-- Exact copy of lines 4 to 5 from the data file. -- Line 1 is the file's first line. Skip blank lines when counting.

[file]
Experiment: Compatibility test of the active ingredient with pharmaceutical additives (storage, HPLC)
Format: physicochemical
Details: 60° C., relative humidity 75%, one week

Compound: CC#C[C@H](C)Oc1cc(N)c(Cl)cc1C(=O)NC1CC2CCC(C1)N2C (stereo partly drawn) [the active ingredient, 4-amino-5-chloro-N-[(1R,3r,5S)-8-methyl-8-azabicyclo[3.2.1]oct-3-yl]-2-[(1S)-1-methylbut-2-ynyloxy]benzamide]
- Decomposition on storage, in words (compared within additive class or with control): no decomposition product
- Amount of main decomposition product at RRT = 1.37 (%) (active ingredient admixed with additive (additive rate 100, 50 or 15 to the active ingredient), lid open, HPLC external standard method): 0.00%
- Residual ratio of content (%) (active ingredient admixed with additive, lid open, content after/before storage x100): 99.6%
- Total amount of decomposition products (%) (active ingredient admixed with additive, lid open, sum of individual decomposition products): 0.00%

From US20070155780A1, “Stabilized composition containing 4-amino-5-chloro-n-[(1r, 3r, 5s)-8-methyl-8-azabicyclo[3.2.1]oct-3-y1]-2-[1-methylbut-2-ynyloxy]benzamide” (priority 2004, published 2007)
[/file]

Compound: CC#C[C@H](C)Oc1cc(N)c(Cl)cc1C(=O)NC1CC2CCC(C1)N2C (stereo partly drawn) [the active ingredient, 4-amino-5-chloro-N-[(1R,3r,5S)-8-methyl-8-azabicyclo[3.2.1]oct-3-yl]-2-[(1S)-1-methylbut-2-ynyloxy]benzamide]
- Decomposition on storage, in words (compared within additive class or with control): no decomposition product